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Does Power of Attorney Automatically Go to My Spouse?

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The covenant of marriage comes with a lot of rights. There are literally thousands of rights protected by laws on federal, state and even local levels that deal with marriage and spouses. However, none of those laws make your spouse an automatic power of attorney, and if you do create a power of attorney, that relationship can supersede your spouse in many cases.

Discover what a power of attorney is below, why you might want one, and how an estate planning lawyer can help you create POA forms and other important estate documents. One question that a lot of people ask is, “do spouses automatically have power of attorney?”

What Is a Power of Attorney?

Power of attorney is a legal power you designate to another person. You do this via a power of attorney form that spells out who your designee (or agent) is and what powers you are giving to them. A POA form can also provide limitations on how and when those powers can be used or go into effect.

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Ultimately, when you create a power of attorney, the person you name as agent can act legally on your behalf in whatever way you allowed in the POA estate planning documents.

When Might You Want a Power of Attorney?

Power of attorney can be specific and limited or broad. For example, you might create a power of attorney that allows someone to make any financial decisions on your behalf. They would, in theory, be able to pay your bills, negotiate financial agreements in your name, and manage your investments and bank accounts.

On the other hand, you can make a power of attorney incredibly specific so that it only works in a certain situation. As an example, a husband and wife were in the process of purchasing a home. The wife was called away for an emergency business trip during the time of the closing. She gave the husband power of attorney for the sole purpose of completing the closing.

He signed all paperwork at the closing for himself and on behalf of his wife, as he was her legal power of attorney and agent for that purpose. The POA was limited, though; the husband’s power of attorney would only work on that one occasion and didn’t exist after the fact.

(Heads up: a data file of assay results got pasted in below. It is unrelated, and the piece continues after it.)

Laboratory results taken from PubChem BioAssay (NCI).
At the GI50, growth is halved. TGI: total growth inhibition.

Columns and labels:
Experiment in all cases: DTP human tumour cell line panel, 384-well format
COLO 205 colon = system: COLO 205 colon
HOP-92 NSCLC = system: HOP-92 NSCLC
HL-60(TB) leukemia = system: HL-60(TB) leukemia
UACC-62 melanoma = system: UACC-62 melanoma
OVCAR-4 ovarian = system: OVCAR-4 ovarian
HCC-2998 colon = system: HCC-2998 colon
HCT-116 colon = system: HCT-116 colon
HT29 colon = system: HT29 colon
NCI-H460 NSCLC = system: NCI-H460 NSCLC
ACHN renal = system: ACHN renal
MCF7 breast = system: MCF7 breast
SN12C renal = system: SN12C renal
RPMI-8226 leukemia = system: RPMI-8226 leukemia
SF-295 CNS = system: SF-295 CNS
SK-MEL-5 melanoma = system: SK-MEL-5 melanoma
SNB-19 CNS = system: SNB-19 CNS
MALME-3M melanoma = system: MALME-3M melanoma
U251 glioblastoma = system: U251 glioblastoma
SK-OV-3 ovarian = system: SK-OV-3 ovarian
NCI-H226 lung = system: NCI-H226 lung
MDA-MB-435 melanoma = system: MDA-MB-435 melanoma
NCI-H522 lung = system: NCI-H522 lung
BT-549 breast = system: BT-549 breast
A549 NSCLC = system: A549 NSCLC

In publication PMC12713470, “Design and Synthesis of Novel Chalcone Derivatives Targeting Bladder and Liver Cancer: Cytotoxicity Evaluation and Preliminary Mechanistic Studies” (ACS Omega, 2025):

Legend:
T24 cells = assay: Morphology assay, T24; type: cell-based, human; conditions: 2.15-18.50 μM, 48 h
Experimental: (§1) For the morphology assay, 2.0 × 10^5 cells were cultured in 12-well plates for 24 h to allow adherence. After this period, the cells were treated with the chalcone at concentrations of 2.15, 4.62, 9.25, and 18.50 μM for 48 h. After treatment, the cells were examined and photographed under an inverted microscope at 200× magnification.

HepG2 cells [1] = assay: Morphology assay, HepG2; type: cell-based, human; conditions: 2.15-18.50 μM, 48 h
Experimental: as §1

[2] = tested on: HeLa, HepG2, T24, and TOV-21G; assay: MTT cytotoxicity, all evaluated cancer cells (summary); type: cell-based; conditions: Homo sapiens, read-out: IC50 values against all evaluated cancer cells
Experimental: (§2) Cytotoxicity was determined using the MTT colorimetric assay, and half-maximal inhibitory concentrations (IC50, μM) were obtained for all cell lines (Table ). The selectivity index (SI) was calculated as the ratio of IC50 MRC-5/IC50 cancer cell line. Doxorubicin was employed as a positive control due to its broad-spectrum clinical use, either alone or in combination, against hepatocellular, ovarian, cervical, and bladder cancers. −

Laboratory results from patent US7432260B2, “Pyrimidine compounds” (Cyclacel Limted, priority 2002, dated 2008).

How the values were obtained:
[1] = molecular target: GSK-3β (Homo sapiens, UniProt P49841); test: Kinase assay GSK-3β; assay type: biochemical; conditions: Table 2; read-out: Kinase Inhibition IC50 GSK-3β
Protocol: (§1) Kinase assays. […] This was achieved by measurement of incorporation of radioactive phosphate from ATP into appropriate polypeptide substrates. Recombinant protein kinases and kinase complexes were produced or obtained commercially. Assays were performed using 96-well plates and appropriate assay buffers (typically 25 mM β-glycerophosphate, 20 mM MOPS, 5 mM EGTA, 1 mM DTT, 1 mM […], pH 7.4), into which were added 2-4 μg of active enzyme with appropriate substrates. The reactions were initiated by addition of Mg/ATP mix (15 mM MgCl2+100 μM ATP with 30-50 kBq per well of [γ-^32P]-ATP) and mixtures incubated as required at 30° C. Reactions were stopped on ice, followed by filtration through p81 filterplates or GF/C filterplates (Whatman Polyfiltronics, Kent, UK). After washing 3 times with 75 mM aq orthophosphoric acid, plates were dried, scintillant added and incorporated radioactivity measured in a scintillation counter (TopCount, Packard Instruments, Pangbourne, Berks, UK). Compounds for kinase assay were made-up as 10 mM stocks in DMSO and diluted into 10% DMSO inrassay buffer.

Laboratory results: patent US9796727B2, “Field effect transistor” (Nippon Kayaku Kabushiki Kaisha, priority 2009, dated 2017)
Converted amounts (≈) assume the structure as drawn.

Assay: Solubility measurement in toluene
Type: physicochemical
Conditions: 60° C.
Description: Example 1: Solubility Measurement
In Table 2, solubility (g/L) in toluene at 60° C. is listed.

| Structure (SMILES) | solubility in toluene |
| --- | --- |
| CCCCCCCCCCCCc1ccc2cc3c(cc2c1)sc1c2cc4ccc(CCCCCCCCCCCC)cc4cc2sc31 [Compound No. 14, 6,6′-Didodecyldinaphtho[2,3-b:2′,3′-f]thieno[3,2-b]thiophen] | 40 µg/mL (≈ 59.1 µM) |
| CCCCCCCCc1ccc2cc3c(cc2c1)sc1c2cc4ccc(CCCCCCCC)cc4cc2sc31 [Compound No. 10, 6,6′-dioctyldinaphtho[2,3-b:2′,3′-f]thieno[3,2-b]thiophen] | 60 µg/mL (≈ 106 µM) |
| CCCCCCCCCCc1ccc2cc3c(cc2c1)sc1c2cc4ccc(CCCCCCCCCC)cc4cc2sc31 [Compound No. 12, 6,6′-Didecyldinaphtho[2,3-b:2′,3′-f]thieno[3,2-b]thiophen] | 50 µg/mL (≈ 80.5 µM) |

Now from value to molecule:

Some reasons you might want to set up a power of attorney include:

  • One spouse or parent is going out of the country or might be otherwise unavailable and you want to ensure the other spouse has the authority to handle a range of financial, health, or legal matters
  • You want to protect your wishes for end-of-life, medical decisions, or emergency healthcare even if you are incapacitated and unable to voice them, and you want to ensure someone you trust is able to make those decisions for you
  • You want to ensure your financial matters and assets are handled by a person you trust if you can’t handle them yourself
  • You want to hand off legal power to someone in a very specific case, such as in the example of the couple buying a home above

Who Should You Choose as a Power of Attorney?

When choosing the person to act as your agent under a power of attorney, it’s important to pick someone who is willing, able, and likely to carry out your wishes. Many people do default to their spouse, as they trust their significant other as much or more than anyone else.

A long-term spouse also has the benefit of knowing you well and understanding the spirit of your wishes. This can make them more able to act in keeping with your wishes even if decisions arise for which you didn’t document specific instructions.

However, you don’t have to choose your spouse, and your significant other may not be the right choice in all cases. If you are both aging and you want to create a power of attorney to handle matters in case you are incapacitated, for example, an adult child or younger loved one or other family members might be a better choice.

Certainly if you and your spouse are having marital difficulties or you don’t believe they are knowledgeable or capable in a certain area, you might want to pick another durable power of attorney.

Protecting Your Wishes With an Estate Planning Attorney

When you give someone power of attorney, their authority in those specific matters may outstrip your spouse’s. This can be a way to ensure your wishes are carried out or your interests are upheld if you believe they would conflict with what your spouse might do.

For example, perhaps you don’t want certain life-saving measures if you are incapacitated. However, you believe that your spouse, who you know loves you, would be emotionally unable to make such decisions for you. In this case, you could appoint a different person as your medical power of attorney so that they can make the decision your spouse would be unable to.

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As you can see, these are weighty matters that require a lot of thought. Being proactive with estate planning ensures you have the time and ability to put your thoughts into action. Consider working with an estate planning attorney to create the appropriate POA forms as well as complete other important tasks, such as making a will.

By taking the time to put your wishes in writing now, you can protect your interests and remove some burden from your loved ones in the future. Contact Katie Charlestone Law, P.C., today to find out how to get started on your own estate plans.

The post Does Power of Attorney Automatically Go to My Spouse? appeared first on Katie Charleston Law, PC.

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